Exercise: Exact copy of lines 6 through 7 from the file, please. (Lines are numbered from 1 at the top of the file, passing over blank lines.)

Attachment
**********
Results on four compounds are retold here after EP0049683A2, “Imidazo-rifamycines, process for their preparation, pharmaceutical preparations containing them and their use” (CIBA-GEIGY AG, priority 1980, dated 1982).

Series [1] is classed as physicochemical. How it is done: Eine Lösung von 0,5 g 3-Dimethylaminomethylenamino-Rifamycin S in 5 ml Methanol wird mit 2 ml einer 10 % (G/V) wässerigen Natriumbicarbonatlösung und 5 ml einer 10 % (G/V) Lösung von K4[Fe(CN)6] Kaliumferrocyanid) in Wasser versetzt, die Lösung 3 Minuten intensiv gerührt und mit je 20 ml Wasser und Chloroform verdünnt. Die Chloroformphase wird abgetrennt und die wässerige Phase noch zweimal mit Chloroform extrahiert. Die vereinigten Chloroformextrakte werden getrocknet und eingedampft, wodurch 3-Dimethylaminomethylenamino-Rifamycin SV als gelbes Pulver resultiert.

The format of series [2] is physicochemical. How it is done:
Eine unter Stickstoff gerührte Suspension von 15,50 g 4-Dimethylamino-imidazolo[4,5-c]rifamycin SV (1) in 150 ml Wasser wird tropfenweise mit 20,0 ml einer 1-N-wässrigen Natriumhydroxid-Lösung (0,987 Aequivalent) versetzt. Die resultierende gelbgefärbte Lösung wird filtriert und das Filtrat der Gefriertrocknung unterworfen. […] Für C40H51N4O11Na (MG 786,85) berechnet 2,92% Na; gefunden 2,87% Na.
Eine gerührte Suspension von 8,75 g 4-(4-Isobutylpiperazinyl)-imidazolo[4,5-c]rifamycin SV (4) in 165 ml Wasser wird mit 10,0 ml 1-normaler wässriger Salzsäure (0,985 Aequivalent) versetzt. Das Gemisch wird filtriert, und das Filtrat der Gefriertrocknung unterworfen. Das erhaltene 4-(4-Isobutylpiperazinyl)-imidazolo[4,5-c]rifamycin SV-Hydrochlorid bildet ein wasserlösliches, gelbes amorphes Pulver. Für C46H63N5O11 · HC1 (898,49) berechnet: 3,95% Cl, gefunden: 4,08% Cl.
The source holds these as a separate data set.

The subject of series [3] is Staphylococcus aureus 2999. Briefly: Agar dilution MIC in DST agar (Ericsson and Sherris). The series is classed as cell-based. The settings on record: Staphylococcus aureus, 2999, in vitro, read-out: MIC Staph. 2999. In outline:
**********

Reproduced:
The source holds these as a separate data set.

The subject of series [3] is Staphylococcus aureus 2999. Briefly: Agar dilution MIC in DST agar (Ericsson and Sherris). The series is classed as cell-based. The settings on record: Staphylococcus aureus, 2999, in vitro, read-out: MIC Staph. 2999. In outline: